Landmarks In New York Honored

The New York Landmarks Conservancy held its 18th Annual Lucy G. Moses Preservation Awards on April 20. Among the recipients are Jamaica Performing Arts Center and Longacre Theatre. The ceremony was held at the Cathedral of St. John the Divine, also one of the awardees. This year's full list of project award recipients are listed here.

Here are the summaries of the theatres chosen:

Longacre Theatre

longacre-exterior-reduced.jpgThe elaborate, interior of the 1913 Longacre Theatre is one of the few interior landmarks designated by the Landmarks Preservation Commission, which called it “one of the historic theater interiors that symbolize American theater.” After many years of active use, a two-year campaign was initiated to restore the lush Beaux-Arts interior to its original glamour. The work included recreation of many historic elaborate plasterwork details that had been lost to previous repairs, restoration of gilded finishes and marble surfaces, modernization of the technical infrastructure on the interior, and restoration and cleaning of the French neo-Classical limestone façade.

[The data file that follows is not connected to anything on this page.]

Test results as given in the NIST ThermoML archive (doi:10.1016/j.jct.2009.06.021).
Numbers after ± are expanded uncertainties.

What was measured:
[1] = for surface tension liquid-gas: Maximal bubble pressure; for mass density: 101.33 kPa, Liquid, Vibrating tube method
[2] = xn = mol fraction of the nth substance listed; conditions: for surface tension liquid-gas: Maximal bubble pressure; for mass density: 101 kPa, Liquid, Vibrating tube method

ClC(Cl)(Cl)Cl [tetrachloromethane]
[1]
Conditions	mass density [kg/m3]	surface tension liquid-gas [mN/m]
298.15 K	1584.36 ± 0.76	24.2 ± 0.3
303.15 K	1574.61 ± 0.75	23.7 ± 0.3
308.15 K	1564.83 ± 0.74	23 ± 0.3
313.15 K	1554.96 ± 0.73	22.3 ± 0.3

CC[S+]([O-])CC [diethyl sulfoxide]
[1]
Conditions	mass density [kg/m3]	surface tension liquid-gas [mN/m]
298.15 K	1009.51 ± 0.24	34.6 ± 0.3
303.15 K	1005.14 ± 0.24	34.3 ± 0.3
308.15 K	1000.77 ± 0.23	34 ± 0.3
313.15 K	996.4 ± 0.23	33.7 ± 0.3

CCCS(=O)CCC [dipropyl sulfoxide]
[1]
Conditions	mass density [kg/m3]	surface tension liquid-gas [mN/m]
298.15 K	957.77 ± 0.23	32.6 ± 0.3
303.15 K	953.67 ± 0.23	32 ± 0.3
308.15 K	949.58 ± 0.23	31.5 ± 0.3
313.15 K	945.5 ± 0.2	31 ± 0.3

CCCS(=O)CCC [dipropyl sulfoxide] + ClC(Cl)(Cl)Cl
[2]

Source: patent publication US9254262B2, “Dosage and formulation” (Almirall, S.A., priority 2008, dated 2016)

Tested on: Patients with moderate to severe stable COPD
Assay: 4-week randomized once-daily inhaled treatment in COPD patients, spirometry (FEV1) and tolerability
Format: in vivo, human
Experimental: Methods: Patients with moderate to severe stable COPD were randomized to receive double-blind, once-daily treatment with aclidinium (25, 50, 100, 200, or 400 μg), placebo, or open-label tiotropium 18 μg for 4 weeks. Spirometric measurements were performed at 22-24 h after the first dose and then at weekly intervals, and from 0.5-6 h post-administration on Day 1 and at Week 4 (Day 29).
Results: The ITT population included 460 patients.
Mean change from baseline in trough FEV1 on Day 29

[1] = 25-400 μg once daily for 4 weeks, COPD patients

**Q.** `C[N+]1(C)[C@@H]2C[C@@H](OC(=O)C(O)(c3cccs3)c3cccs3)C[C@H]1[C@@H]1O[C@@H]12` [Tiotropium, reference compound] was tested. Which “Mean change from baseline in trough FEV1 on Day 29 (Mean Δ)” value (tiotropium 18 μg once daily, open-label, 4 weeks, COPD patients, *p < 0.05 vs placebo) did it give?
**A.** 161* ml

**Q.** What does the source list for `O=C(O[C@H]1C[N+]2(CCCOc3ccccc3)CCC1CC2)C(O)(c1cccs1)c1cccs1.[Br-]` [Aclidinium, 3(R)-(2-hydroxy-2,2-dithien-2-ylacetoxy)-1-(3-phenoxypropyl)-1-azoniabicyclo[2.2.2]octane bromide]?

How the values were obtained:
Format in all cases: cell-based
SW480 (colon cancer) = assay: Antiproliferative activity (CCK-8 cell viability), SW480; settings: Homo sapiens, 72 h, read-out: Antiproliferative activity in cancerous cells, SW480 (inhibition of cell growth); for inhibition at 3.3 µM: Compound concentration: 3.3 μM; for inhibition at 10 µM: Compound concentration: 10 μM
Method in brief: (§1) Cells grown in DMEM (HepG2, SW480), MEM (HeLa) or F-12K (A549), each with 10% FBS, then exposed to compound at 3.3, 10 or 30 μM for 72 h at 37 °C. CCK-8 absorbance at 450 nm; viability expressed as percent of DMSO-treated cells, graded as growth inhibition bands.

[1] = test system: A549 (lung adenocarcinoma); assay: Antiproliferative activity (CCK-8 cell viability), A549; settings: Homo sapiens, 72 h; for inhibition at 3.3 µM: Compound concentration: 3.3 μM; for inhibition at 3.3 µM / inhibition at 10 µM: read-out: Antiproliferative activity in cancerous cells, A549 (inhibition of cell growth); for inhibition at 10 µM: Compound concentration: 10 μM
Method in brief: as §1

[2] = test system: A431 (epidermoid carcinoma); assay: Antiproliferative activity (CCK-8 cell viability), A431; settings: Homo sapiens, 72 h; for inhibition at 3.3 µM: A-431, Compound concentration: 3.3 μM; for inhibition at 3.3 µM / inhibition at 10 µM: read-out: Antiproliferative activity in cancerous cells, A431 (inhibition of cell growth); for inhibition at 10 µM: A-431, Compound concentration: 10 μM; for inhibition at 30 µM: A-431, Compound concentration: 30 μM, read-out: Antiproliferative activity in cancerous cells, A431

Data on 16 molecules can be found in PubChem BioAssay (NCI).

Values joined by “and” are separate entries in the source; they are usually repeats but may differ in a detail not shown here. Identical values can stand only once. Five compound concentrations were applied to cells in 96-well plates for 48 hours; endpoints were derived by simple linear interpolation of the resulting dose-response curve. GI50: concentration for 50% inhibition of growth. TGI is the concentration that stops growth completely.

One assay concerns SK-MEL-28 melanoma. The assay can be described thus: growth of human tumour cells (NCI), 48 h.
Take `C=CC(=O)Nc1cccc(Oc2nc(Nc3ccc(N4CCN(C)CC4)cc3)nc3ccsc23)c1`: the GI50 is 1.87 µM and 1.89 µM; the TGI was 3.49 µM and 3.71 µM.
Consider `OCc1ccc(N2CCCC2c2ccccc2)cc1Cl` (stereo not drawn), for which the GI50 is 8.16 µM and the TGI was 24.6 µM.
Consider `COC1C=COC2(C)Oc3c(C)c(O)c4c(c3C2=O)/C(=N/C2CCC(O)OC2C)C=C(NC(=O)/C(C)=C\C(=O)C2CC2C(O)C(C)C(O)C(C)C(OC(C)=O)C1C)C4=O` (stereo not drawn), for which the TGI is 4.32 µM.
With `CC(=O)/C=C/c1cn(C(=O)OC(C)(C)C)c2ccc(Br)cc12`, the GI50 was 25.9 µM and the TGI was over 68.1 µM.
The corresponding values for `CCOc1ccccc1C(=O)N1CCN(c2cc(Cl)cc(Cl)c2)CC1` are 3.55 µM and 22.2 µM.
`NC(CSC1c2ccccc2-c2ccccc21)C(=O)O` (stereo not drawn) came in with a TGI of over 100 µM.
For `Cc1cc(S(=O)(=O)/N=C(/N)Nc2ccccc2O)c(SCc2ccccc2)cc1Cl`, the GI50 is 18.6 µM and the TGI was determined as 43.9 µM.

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Jamaica Performing Arts Center

This project is an excellent example of the adaptive reuse of a religious property. The former First Reformed Church in Jamaica was built in 1858-59, designed by Sydney J. Young. The apse at the rear of the building is a 1902 addition designed by the Jamaica firm Tuthill & Higgins. The building is notable for its asymmetrical towers, round-arched window and door openings, corbelled brick work and the 16 beautiful stained glass windows. After the congregation was moved from the building in 1973 as part of the City's Central Jamaica Urban Redevelopment Project, it stood empty for 23 of the next 31 years. In 2004 the restoration and reuse process began, spearheaded by local arts and community development groups and multiple Borough Presidents. Today the exterior has been restored and the interior transformed with flexible performing arts spaces, a conference center for community use, and an outdoor performance space, in a building with a restored façade, new slate roof, and restored and new stained glass windows.

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